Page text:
When end users think about OS updates, they usually get a notification that tells them their operating system needs an update. The one thing they rarely think about is what has gone on in the background to ensure that they can continue to work once the update has been ratified.
There are two scenarios here; the first is where the end users manage their own machine and they just do the update. The second is where a team of IT professionals have spent weeks preparing the update and checking it has no effects on the underlying dependencies to other applications so that the update can go forwards.
What you rarely see, or even hear about, are the applications, and the applications are the only consideration around the OS update to any IT team. Once the update is done will the applications still run? Will they still run in the same way they did before, with all the protection that was put in place to ensure that the OS does not allow any security vulnerabilities that either the OS or some malicious code in the OS or application can exploit within the organization?
The problem is not all applications will be able to move forwards and these are the things that are needed to move the OS to update – so if you can’t do the applications, you can’t update!
So what apps are we talking about here?
From just the last few weeks I personally have been told about 8, 16 and 32-bit applications, all of these are being looked at for Windows 10 OS upgrades and have been told that they can no longer be used and are turning the tables on the upgrade plans, as they are saying if we can’t have these apps then we are NOT going to do the upgrade.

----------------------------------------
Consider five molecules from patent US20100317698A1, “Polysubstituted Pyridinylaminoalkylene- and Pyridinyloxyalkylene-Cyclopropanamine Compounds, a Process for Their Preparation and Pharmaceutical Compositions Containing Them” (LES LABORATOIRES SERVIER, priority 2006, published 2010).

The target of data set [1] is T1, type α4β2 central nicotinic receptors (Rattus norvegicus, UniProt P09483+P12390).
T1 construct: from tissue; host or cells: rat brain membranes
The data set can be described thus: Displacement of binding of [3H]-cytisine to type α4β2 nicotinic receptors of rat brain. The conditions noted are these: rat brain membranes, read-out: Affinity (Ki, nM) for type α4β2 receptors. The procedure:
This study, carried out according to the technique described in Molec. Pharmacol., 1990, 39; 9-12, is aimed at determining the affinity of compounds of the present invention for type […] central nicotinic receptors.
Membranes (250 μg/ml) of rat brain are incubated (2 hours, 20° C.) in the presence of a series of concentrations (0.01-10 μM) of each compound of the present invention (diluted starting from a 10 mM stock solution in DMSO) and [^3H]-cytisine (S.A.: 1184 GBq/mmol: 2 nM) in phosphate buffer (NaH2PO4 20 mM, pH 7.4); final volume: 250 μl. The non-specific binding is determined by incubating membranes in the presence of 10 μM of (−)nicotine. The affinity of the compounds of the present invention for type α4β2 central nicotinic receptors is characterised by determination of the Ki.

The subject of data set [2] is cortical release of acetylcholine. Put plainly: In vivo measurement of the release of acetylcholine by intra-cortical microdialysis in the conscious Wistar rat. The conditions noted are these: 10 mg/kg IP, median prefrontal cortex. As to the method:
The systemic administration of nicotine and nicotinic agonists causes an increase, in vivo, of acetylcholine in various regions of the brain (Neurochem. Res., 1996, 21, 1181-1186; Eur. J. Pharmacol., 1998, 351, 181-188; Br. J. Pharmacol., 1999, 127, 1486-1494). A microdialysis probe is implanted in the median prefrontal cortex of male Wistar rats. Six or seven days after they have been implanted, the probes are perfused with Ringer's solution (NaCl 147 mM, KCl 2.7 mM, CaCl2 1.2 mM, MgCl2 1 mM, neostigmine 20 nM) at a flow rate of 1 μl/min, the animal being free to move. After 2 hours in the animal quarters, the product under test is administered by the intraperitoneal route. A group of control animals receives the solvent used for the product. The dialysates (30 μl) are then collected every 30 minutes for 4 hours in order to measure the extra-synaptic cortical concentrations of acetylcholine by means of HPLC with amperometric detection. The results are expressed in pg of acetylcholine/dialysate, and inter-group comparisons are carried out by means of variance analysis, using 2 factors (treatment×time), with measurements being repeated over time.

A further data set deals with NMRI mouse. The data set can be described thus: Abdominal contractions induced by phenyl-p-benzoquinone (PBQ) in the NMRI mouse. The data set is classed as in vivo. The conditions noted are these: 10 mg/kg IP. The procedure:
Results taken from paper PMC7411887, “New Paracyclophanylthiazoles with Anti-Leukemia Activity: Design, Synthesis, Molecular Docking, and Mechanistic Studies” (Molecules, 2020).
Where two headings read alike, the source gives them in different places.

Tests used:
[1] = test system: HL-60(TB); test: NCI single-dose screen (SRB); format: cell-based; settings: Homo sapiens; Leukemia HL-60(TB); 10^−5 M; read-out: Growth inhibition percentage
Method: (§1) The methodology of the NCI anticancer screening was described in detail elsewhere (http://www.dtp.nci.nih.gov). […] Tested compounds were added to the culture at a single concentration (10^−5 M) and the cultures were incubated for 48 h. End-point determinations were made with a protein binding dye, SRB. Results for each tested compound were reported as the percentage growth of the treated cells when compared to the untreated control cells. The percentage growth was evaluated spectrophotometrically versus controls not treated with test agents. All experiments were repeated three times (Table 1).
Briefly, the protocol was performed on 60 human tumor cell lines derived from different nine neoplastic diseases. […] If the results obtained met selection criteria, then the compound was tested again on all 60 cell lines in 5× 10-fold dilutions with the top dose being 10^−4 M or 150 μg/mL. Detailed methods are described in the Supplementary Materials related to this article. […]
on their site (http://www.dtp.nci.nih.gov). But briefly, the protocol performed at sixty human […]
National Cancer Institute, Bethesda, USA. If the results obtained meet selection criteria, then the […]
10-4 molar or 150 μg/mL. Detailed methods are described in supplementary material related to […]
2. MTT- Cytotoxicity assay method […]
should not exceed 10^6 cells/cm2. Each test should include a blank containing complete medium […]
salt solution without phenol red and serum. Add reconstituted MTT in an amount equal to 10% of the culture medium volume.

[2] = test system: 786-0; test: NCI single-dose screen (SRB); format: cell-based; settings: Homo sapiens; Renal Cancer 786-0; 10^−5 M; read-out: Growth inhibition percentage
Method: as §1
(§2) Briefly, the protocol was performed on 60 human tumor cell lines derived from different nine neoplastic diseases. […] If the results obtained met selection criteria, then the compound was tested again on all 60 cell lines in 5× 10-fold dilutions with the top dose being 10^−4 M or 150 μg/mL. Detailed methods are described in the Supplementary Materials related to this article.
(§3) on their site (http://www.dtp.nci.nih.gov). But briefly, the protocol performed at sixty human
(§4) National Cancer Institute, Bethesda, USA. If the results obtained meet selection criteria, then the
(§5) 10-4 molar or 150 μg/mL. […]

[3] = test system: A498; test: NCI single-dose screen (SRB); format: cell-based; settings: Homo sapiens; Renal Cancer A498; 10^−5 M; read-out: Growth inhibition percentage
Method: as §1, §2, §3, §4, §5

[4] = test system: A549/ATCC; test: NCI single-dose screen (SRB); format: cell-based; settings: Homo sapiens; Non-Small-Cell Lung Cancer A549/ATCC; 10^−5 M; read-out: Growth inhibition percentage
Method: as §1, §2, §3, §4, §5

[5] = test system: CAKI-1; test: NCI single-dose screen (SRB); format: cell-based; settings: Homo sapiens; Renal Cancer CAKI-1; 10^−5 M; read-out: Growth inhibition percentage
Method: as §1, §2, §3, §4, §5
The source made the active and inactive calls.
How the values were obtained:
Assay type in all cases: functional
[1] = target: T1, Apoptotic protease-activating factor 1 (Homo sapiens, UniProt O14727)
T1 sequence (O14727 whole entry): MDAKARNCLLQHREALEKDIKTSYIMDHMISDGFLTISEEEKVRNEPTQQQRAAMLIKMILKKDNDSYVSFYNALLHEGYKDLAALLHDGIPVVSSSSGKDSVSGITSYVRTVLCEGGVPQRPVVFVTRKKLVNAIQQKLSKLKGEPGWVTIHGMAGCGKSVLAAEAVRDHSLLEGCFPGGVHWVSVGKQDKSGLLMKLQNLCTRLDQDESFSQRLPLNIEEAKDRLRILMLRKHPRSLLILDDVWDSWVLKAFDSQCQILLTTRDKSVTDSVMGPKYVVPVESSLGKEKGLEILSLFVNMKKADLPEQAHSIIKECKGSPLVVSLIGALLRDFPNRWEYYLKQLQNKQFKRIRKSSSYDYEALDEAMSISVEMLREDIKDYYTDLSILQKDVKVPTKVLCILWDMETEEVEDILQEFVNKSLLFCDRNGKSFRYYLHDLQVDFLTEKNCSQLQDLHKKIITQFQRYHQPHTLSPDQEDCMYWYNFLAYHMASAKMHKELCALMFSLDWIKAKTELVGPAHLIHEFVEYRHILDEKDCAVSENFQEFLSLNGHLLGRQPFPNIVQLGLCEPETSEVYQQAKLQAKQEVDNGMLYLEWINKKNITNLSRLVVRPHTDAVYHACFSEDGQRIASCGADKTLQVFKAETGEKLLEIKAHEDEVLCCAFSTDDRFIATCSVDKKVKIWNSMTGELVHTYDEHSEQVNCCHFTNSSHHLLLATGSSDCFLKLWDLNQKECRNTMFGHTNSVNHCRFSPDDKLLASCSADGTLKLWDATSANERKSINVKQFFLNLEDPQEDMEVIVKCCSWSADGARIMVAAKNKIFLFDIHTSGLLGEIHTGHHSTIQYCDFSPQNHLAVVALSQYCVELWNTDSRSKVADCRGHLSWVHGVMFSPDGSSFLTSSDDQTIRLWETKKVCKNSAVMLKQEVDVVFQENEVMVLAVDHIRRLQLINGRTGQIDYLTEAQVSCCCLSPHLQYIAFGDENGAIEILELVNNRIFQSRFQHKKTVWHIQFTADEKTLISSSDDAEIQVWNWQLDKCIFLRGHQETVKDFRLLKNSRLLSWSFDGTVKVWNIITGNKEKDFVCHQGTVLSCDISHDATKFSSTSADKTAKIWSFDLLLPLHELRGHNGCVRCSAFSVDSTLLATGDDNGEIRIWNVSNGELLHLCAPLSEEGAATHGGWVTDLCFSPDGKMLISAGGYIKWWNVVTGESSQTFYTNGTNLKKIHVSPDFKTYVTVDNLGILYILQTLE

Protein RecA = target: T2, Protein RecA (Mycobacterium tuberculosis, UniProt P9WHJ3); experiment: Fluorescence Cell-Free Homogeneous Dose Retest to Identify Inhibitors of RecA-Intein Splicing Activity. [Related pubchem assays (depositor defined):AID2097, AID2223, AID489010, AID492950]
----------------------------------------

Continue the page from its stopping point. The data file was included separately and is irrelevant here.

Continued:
These apps, you would have thought, would be throwaway items, but they are far from it. We are talking about medical applications, University curriculum software and Government software; all these are vital to the organizations and need to be put into place before the upgrades are moved forwards.
So, what are we proposing is the solution for these applications?
We are delivering back the applications containerized using Droplet Computing’s container technology to isolate the application from the underlying operating system, maintain the functionality of the applications and retain the user familiarity and use the browser as the delivery method.
This enables the Windows 10 migration project to move forwards, the IT staff can then maintain the application estate in a way which they can control and manage, and moving forwards not be controlled by OS updates and continue to use these productive, containerized applications.
The future and planning forwards.
All production applications, irrespective of age, need to be considered when planning for the future, these are the secret apps that people need and will stop the OS upgrades. IT teams’ budgets are not getting larger and, in a lot of my conversations, the IT landscape is trying to be reduced not enlarged.
People are looking for cheaper, more cost-effective solutions to both hardware and software delivery and are looking for solutions that fit into the future visions of organizations but also need to be able to facilitate the past.
Droplet Computing and our partners are able to help with these discussions, and can show you a way to progress your OS upgrade, use your production applications moving forwards and create more time for your IT team to improve your business for the future.